How to Protect Your Commercial Property from Flood Damage
As a business owner, there is only so much you can do to protect your building from water damage. But sometimes what you can do is the difference between rebuilding and a close call. If your commercial property is located in a flood zone, near a body of water, or in an area with large amounts of rainfall, it’s important that you take the precautionary steps to prevent flood damage from occurring in your building. Use these tips to get you started.
- Smart construction and design of your building.
The first step is to make sure that your commercial property is not located in a flood zone. If it is, take extra precautionary measures when constructing the building, like making sure the building is watertight. Consider elevating the building if it’s near water. Install hurricane-glass windows and doors, as well as storm shutters for extra protection.
- Roof and gutter cleaning.Make sure your gutters and downspouts are clear of any and all debris. Pay special attention to removing clogs and larger debris like branches or birds’ nests. Clear your roof of any branches, grime, dirt, and debris as well. Be sure the roof is in good repair by sealing up any gaps, cracks, and holes.
- Get commercial flood insurance.Before you open your business, make sure you get flood insurance. Most insurance plans don’t automatically cover flood damage, business interruption, and lost revenue. When obtaining flood insurance, make sure you add this coverage into the plan. For more information, check out FEMA’s National Flood Insurance Program.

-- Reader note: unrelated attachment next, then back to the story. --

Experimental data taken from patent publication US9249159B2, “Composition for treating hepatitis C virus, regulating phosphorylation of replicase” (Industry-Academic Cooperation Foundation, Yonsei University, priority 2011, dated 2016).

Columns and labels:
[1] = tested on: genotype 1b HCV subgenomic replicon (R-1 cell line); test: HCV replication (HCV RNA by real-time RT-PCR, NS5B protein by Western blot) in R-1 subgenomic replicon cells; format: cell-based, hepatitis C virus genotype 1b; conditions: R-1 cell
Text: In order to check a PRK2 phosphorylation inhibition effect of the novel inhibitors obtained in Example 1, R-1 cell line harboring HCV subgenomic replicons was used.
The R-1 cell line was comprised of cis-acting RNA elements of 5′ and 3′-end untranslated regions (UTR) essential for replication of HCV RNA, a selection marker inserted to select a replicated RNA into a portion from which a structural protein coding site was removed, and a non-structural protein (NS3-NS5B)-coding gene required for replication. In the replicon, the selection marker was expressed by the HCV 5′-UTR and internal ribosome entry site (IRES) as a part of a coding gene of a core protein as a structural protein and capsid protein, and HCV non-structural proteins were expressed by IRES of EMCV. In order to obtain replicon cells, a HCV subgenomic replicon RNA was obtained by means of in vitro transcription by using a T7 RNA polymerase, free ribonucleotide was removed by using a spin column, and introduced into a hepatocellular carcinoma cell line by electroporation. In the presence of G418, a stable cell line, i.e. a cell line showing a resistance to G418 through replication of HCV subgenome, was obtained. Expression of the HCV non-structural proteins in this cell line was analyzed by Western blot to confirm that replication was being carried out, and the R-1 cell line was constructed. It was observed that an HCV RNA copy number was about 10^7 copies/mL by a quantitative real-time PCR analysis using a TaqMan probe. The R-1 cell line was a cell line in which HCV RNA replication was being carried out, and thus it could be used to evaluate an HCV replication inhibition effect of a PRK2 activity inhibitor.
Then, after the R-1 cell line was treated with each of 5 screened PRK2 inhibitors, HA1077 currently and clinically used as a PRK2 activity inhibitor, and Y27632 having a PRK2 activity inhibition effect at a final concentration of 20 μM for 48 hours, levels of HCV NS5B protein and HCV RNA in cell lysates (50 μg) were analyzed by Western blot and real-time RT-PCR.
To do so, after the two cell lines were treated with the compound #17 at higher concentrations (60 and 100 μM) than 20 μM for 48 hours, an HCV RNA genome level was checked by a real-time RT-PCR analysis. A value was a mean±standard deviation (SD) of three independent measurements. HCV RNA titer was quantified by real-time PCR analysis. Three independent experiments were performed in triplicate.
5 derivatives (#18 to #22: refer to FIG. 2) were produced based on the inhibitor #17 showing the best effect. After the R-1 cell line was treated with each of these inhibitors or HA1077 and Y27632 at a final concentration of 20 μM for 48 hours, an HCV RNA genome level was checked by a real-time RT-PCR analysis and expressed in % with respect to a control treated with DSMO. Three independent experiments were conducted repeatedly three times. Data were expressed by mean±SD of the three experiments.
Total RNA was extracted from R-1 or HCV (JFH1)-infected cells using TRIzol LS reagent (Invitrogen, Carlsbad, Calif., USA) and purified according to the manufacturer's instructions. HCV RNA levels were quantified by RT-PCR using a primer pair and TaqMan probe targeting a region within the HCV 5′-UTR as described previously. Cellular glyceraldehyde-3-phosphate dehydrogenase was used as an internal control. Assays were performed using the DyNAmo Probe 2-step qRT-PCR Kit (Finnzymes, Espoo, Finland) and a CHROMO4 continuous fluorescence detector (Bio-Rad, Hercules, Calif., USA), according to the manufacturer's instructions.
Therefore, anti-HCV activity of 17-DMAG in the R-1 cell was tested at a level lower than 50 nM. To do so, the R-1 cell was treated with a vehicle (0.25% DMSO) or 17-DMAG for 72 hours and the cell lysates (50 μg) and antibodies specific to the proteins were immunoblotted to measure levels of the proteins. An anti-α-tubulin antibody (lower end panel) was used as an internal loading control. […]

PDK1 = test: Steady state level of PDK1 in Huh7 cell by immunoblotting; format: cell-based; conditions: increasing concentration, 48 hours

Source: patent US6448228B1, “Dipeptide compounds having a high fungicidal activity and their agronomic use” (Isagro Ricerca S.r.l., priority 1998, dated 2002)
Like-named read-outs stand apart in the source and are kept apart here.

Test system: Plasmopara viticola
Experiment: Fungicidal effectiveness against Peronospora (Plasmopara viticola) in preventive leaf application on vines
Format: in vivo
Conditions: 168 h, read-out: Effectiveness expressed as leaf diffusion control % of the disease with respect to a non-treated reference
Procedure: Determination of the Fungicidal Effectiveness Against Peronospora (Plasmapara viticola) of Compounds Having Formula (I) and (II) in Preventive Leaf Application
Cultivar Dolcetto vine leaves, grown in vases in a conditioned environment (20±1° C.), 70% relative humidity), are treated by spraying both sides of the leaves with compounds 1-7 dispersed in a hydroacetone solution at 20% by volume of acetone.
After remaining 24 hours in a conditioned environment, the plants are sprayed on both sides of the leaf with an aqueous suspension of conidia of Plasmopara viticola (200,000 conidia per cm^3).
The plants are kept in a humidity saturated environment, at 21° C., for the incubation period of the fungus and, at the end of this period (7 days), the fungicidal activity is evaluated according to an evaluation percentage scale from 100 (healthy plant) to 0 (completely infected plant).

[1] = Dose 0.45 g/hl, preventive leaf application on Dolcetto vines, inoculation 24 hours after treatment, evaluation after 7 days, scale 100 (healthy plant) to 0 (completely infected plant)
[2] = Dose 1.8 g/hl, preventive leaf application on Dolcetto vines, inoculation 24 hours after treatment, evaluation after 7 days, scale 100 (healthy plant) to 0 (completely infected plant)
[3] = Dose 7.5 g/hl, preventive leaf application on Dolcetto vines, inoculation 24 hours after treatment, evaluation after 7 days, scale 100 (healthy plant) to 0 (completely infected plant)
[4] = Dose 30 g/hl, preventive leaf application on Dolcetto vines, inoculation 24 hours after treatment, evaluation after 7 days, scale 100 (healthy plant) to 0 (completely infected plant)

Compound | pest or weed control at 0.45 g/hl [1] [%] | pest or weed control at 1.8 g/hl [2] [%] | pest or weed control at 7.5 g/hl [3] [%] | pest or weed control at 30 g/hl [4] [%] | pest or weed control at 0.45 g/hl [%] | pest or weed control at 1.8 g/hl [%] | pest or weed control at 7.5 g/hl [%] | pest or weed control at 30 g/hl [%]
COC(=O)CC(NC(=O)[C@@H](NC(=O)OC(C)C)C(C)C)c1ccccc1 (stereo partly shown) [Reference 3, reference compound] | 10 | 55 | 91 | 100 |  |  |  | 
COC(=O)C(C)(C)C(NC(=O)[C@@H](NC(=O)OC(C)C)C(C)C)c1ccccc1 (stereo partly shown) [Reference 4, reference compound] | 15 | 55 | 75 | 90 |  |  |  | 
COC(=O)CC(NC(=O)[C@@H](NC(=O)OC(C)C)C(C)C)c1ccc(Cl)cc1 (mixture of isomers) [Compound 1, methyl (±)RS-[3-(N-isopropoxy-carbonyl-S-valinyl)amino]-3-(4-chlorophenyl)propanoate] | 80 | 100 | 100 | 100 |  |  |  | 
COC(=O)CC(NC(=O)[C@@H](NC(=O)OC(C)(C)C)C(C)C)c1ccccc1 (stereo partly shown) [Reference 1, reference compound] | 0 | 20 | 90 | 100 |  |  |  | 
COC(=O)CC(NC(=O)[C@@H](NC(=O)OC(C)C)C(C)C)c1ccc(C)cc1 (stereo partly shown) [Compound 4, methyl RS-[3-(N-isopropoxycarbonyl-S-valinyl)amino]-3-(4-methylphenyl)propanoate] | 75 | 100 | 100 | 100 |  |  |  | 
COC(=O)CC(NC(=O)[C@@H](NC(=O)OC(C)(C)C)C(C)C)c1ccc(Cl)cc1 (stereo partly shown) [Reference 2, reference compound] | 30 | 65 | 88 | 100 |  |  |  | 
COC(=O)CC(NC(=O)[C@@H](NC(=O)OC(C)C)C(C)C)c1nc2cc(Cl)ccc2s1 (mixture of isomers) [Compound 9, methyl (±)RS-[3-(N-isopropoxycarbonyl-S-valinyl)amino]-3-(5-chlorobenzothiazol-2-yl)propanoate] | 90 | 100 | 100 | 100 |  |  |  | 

- Use a board up service and/or a commercial flood barrier. It never hurts to be prepared. If you know there is a natural disaster or severe weather headed your way, call in a professional to board up your windows and vulnerable areas of your building to protect from flood waters, flying debris, and high winds. Using a flood barrier will create a dam-like effect around your building, protecting it from rising water. These measures may cost a little more upfront, but will save you time, money, and the overwhelming struggle of having to deal with closing your business to rebuild a damaged structure later on.
- Create a business continuity plan. A business continuity plan addresses concerns should anything unexpected arise, like massive flooding or other emergencies. Not only does a continuity plan prepare your company in case a natural disaster should occur, but it also provides a succession plan should anything happen to the current leaders of the business, like sudden illness or death. The plan should also give instructions on how to proceed in the event of a lawsuit, labor dispute, or distribution issue. Analyze your business to understand the processes in place that require your company to run efficiently. Identify any flood risks, assess critical business processes and the partners that support them, and where to store backup equipment to keep your business running should anything happen. Consider creating a business continuity plan to help you specifically identify the current and potential pitfalls within your company’s processes to resolve them before they turn into crises, as well as successful disaster recovery planning.